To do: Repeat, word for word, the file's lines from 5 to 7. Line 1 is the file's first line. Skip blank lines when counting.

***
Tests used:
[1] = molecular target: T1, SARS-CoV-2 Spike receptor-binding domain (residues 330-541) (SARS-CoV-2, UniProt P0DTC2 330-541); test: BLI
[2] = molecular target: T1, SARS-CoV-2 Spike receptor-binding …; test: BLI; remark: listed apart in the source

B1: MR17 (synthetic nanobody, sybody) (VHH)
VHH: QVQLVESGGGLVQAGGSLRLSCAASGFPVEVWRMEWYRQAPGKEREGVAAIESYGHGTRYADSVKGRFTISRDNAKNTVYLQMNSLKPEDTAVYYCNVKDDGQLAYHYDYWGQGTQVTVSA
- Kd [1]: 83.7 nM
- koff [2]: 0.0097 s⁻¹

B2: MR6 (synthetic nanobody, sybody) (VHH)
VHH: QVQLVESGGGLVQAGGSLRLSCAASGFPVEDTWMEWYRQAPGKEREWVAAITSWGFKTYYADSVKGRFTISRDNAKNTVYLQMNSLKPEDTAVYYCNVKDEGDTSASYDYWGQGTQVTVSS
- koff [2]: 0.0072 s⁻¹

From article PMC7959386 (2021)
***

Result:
VHH: QVQLVESGGGLVQAGGSLRLSCAASGFPVEVWRMEWYRQAPGKEREGVAAIESYGHGTRYADSVKGRFTISRDNAKNTVYLQMNSLKPEDTAVYYCNVKDDGQLAYHYDYWGQGTQVTVSA
- Kd [1]: 83.7 nM
- koff [2]: 0.0097 s⁻¹